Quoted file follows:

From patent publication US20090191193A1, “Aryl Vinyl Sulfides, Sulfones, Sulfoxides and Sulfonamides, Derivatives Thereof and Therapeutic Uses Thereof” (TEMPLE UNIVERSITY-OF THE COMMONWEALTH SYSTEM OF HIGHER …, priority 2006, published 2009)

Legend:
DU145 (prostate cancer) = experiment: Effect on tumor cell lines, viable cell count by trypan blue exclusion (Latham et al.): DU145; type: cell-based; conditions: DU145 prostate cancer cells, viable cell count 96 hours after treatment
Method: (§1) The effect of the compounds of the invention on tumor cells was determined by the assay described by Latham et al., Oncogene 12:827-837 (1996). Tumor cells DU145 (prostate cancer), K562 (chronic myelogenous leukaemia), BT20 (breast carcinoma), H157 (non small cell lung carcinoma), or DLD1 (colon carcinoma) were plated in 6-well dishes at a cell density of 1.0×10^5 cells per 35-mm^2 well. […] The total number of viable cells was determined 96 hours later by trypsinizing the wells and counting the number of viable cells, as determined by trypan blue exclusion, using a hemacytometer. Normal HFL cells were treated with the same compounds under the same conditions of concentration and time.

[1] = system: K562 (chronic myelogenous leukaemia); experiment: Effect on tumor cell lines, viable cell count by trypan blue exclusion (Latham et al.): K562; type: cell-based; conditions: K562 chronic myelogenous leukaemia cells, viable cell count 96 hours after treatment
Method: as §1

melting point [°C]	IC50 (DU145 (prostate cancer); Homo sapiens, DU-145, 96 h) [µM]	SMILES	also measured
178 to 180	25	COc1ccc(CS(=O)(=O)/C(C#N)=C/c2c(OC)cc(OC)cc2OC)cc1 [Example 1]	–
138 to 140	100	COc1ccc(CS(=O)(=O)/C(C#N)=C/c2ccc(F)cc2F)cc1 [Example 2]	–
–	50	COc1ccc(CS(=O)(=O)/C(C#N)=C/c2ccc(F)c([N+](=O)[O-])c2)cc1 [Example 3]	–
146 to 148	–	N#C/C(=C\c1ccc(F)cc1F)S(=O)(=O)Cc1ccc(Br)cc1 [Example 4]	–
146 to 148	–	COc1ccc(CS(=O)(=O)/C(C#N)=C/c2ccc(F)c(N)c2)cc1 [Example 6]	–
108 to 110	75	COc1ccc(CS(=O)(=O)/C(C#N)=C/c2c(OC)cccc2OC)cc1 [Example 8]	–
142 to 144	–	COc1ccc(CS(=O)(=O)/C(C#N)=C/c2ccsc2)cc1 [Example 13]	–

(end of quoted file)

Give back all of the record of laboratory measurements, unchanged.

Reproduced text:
From patent publication US20090191193A1, “Aryl Vinyl Sulfides, Sulfones, Sulfoxides and Sulfonamides, Derivatives Thereof and Therapeutic Uses Thereof” (TEMPLE UNIVERSITY-OF THE COMMONWEALTH SYSTEM OF HIGHER …, priority 2006, published 2009)

Legend:
DU145 (prostate cancer) = experiment: Effect on tumor cell lines, viable cell count by trypan blue exclusion (Latham et al.): DU145; type: cell-based; conditions: DU145 prostate cancer cells, viable cell count 96 hours after treatment
Method: (§1) The effect of the compounds of the invention on tumor cells was determined by the assay described by Latham et al., Oncogene 12:827-837 (1996). Tumor cells DU145 (prostate cancer), K562 (chronic myelogenous leukaemia), BT20 (breast carcinoma), H157 (non small cell lung carcinoma), or DLD1 (colon carcinoma) were plated in 6-well dishes at a cell density of 1.0×10^5 cells per 35-mm^2 well. […] The total number of viable cells was determined 96 hours later by trypsinizing the wells and counting the number of viable cells, as determined by trypan blue exclusion, using a hemacytometer. Normal HFL cells were treated with the same compounds under the same conditions of concentration and time.

[1] = system: K562 (chronic myelogenous leukaemia); experiment: Effect on tumor cell lines, viable cell count by trypan blue exclusion (Latham et al.): K562; type: cell-based; conditions: K562 chronic myelogenous leukaemia cells, viable cell count 96 hours after treatment
Method: as §1

melting point [°C]	IC50 (DU145 (prostate cancer); Homo sapiens, DU-145, 96 h) [µM]	SMILES	also measured
178 to 180	25	COc1ccc(CS(=O)(=O)/C(C#N)=C/c2c(OC)cc(OC)cc2OC)cc1 [Example 1]	–
138 to 140	100	COc1ccc(CS(=O)(=O)/C(C#N)=C/c2ccc(F)cc2F)cc1 [Example 2]	–
–	50	COc1ccc(CS(=O)(=O)/C(C#N)=C/c2ccc(F)c([N+](=O)[O-])c2)cc1 [Example 3]	–
146 to 148	–	N#C/C(=C\c1ccc(F)cc1F)S(=O)(=O)Cc1ccc(Br)cc1 [Example 4]	–
146 to 148	–	COc1ccc(CS(=O)(=O)/C(C#N)=C/c2ccc(F)c(N)c2)cc1 [Example 6]	–
108 to 110	75	COc1ccc(CS(=O)(=O)/C(C#N)=C/c2c(OC)cccc2OC)cc1 [Example 8]	–
142 to 144	–	COc1ccc(CS(=O)(=O)/C(C#N)=C/c2ccsc2)cc1 [Example 13]	–